Primary data collected in the from interviews with the management officials and experts of Adama town water supply and sanitation enterprise, whereas secondary data such as water production, consumption and town water network were collected.
2) Town Water Network
Water network of the town with their attributes like size and material type of transmission mains and distribution lines, junctions, reservoirs, pumps and valves locations and elevations are available. On the other hand, before exporting CAD format to water CAD v6.5.
3) Research Analysis
Water supply status of the town was first evaluated before analyzing the water loss. In this the focus was on; the level of connection and the volume of water consumption as these are highly related to the issue of water loss. After evaluating water supply coverage, the total water loss was analyzed for sample kebeles and for the entire town. Then, water demand for present and future was estimated, lastly, performance of water distribution network and status of pressure was evaluated, then simple distribution network was modeled. The working methodology and tool used in this study are as followed.
Figure 2. Research process flow diagram
4) Water Supply Coverage
An average per capital consumption has been derived from the annual and monthly consumption of each kebeles which aggregated from customers’ water meters. Also distribution of domestic connection per family has been evaluated using number of connections and population of each kebeles. In this, analysis was considered these expressions [15].
1. Level of connection per family
Connection per family (no) =
2. Per capital water consumption
Per Capital consumption (l/c/d) = [Annual Consum. (m3)*1000L/m3]/(Population*365)
Water Demand Projection- The amount of water used for domestic purposes greatly depends on the lifestyle, living standard, climate condition, mode of service and affordability of the users. In projecting the domestic demand the following procedures were followed [2].
a) Determining population percentage distribution by mode of service and corresponding consumer category and its future projection
b) Establishment of per capital demand for each mode of service or customer category.
Population Forecast- The geometric increase method was used in forecasting population numbers for twenty years.
Where: Pn- population at year ‘n’ Po- initial population, K– Population growth rate (%).
5) Model Setup and Data Entering Procedures
The main purpose of modeling is to assessing the existing system and to evaluate the levels of pressures at critical points within the system and to develop efficient model. The existing data, procedure of evaluating and model building ware as follow.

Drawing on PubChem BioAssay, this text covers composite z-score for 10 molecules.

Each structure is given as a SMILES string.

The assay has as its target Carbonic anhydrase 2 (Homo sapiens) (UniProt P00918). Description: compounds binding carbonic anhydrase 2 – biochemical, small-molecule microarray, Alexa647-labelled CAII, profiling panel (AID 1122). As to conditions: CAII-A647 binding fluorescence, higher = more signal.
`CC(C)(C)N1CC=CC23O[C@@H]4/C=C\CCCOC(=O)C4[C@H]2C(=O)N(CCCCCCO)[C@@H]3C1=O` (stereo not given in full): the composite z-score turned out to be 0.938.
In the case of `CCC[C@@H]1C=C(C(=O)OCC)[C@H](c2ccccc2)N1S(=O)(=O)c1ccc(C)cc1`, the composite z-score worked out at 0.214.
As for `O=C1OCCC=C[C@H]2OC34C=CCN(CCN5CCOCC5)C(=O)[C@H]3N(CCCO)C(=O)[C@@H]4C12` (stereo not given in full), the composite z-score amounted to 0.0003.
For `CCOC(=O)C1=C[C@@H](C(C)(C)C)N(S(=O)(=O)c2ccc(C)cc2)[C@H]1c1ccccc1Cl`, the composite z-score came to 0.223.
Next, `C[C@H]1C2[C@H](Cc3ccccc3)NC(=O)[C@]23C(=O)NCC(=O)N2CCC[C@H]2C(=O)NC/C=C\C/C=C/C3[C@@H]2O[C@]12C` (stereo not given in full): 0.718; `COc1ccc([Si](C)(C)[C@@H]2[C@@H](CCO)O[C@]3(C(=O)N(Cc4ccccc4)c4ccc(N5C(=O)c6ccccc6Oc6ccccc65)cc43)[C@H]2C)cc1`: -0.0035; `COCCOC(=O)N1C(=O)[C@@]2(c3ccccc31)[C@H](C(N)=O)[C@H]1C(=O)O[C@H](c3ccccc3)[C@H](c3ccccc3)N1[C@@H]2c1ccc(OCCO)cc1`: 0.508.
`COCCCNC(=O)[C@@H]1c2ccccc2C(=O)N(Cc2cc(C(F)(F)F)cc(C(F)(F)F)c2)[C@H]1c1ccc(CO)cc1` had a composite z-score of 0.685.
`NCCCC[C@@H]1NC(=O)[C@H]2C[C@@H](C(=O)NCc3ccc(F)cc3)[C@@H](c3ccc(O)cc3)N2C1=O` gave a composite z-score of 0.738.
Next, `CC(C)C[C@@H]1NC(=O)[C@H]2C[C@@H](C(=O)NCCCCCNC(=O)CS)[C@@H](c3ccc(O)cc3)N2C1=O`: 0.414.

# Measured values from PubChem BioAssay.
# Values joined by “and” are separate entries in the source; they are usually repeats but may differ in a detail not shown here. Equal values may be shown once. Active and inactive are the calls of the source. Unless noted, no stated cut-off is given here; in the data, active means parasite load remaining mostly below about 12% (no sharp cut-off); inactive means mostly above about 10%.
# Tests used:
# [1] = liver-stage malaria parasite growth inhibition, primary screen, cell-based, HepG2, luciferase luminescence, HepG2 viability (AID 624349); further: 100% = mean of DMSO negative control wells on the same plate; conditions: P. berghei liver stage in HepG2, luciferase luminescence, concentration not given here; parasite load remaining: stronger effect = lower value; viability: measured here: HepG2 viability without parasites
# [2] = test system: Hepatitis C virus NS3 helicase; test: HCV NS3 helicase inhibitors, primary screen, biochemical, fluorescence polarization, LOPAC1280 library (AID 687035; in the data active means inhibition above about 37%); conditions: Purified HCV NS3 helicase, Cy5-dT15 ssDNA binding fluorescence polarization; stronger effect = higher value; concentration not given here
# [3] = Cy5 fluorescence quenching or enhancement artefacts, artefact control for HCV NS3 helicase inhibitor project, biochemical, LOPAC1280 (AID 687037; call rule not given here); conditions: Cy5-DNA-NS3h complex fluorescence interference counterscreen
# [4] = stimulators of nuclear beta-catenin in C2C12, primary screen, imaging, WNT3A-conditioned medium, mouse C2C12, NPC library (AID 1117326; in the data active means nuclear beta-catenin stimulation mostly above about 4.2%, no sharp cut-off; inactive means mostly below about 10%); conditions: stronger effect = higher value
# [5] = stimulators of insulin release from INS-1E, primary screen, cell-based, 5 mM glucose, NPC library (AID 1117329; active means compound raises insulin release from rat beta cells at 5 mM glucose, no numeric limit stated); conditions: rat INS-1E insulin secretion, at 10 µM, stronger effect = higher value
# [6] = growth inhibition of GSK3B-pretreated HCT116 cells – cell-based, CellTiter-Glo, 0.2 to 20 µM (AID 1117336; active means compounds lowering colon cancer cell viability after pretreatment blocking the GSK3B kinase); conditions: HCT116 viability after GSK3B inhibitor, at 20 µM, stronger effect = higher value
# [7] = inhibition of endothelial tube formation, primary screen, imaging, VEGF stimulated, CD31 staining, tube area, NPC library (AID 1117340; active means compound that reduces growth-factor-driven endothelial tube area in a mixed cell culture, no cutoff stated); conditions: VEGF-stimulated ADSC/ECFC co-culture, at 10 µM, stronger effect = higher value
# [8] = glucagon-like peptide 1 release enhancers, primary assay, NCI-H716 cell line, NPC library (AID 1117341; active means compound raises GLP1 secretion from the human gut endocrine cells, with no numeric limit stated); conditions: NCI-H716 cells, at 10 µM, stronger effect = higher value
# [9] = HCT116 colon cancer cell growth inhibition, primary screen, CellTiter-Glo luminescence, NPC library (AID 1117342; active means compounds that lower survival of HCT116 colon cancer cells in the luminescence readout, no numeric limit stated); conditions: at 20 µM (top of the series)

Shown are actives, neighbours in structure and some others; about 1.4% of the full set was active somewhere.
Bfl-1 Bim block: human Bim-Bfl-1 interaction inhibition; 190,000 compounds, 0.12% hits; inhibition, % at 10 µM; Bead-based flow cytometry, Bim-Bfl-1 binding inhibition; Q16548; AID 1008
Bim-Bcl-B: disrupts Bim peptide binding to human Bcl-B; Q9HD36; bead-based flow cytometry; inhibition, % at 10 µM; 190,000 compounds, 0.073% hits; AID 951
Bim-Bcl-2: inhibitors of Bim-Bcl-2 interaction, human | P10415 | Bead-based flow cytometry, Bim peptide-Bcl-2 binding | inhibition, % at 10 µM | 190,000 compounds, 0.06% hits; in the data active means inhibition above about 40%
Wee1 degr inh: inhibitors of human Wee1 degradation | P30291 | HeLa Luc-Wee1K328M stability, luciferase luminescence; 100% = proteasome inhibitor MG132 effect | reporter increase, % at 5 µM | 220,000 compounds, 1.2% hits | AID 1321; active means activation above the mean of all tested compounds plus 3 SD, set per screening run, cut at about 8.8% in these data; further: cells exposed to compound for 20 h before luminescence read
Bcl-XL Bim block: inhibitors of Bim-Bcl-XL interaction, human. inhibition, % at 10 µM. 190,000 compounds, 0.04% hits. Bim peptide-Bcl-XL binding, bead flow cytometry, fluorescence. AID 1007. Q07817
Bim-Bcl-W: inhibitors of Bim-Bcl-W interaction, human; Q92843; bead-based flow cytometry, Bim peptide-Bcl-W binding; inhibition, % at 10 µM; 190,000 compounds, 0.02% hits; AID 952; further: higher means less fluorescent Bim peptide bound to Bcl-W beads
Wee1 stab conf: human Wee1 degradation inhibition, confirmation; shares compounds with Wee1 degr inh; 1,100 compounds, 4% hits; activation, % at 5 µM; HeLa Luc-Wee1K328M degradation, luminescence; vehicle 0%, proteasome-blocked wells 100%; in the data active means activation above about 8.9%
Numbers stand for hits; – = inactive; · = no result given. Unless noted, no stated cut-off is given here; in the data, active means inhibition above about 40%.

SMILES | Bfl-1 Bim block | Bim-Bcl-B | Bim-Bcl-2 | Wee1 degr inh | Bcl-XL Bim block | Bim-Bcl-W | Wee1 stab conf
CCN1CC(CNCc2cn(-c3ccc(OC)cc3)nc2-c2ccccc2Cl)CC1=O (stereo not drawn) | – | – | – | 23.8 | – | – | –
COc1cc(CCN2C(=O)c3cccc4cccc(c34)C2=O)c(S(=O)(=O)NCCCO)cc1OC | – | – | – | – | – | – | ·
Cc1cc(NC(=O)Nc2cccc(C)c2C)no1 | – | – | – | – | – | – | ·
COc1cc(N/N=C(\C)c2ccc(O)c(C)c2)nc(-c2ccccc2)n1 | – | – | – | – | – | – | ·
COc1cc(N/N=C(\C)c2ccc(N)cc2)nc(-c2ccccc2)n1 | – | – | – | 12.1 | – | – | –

First step skeletonizing the distribution network system by conversion of the original existing water network of the town which available in auto CAD to water CAD v6.5; used directly within the Water CAD software for hydraulic model. Second, the other important elements such as junctions or nodes, pipe, tanks and reservoirs, pumps, etc. were located.
Data entering procedure- In modeling procedure the below step were considered;
• All the existing data collected and generated data have been entered into the built model
• The system has been simulated for steady state and extended period simulation
Model Calibration Approach- The trial and error process that usually goes into model calibration or manual approach was used for calibration. This generally carried out by supplying to the model estimated of pipe diameter, length, roughness as well as nodal demands and elevation, conducting the simulation, and comparing predicted performance to observed performance. If the agreement is unacceptable, then the cause of the problem must be hypothesized and modifications to the different model parameter must be made. The process is repeated again until the predicted and observed values are within a reason [9].
Figure 3. The summary of modeling and model simulation

3. Results and Discussions

Incremental of Customers Water Connections- The limited amount of water connection was added from time to time, with low percentage. The average of increment of connection per year during the last six years was only 6.48% and only about 10,528 numbers of new customers’ connection were added.
Figure 4. Level of increments of connections (customer water meter)
A) Level of Connection Per Family
According to the finding of this study, the average level of connection per family of the Adama town is 0.52 connection per family. This implies that, 52% or about 1.97 families shared one connection. However, according to Ministry of Water Resources 2006) [12], a maximum level of domestic water supply connection per family is 1 or 100% (as best practice), which means one connection for one family. Therefore, the average level of connection per family of the Adama town is lower.
B) Per Capital Water Consumption